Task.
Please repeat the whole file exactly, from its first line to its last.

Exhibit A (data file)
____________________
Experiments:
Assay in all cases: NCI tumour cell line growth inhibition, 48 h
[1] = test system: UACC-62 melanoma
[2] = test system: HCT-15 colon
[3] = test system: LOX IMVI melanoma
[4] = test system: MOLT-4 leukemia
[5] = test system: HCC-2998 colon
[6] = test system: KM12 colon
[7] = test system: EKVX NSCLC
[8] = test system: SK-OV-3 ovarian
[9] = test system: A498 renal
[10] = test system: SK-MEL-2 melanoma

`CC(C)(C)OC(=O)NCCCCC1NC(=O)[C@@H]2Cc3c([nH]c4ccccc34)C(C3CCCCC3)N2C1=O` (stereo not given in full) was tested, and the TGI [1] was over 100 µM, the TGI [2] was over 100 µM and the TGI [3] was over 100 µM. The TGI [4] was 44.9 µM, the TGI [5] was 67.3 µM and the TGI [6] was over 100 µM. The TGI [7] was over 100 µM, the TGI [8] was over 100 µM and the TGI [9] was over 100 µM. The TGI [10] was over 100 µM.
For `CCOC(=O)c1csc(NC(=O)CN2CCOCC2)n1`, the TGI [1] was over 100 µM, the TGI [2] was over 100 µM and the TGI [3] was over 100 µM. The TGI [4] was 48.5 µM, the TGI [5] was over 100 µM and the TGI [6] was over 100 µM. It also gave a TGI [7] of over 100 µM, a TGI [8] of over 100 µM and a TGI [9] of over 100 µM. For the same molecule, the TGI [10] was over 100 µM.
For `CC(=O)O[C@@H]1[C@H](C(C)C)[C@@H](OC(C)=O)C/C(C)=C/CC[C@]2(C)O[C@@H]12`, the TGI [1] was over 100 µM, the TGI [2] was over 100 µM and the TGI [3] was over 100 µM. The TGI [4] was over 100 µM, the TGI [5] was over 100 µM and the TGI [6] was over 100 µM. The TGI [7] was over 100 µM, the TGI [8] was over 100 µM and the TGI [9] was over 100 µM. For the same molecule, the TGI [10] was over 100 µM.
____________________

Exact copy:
Experiments:
Assay in all cases: NCI tumour cell line growth inhibition, 48 h
[1] = test system: UACC-62 melanoma
[2] = test system: HCT-15 colon
[3] = test system: LOX IMVI melanoma
[4] = test system: MOLT-4 leukemia
[5] = test system: HCC-2998 colon
[6] = test system: KM12 colon
[7] = test system: EKVX NSCLC
[8] = test system: SK-OV-3 ovarian
[9] = test system: A498 renal
[10] = test system: SK-MEL-2 melanoma

`CC(C)(C)OC(=O)NCCCCC1NC(=O)[C@@H]2Cc3c([nH]c4ccccc34)C(C3CCCCC3)N2C1=O` (stereo not given in full) was tested, and the TGI [1] was over 100 µM, the TGI [2] was over 100 µM and the TGI [3] was over 100 µM. The TGI [4] was 44.9 µM, the TGI [5] was 67.3 µM and the TGI [6] was over 100 µM. The TGI [7] was over 100 µM, the TGI [8] was over 100 µM and the TGI [9] was over 100 µM. The TGI [10] was over 100 µM.
For `CCOC(=O)c1csc(NC(=O)CN2CCOCC2)n1`, the TGI [1] was over 100 µM, the TGI [2] was over 100 µM and the TGI [3] was over 100 µM. The TGI [4] was 48.5 µM, the TGI [5] was over 100 µM and the TGI [6] was over 100 µM. It also gave a TGI [7] of over 100 µM, a TGI [8] of over 100 µM and a TGI [9] of over 100 µM. For the same molecule, the TGI [10] was over 100 µM.
For `CC(=O)O[C@@H]1[C@H](C(C)C)[C@@H](OC(C)=O)C/C(C)=C/CC[C@]2(C)O[C@@H]12`, the TGI [1] was over 100 µM, the TGI [2] was over 100 µM and the TGI [3] was over 100 µM. The TGI [4] was over 100 µM, the TGI [5] was over 100 µM and the TGI [6] was over 100 µM. The TGI [7] was over 100 µM, the TGI [8] was over 100 µM and the TGI [9] was over 100 µM. For the same molecule, the TGI [10] was over 100 µM.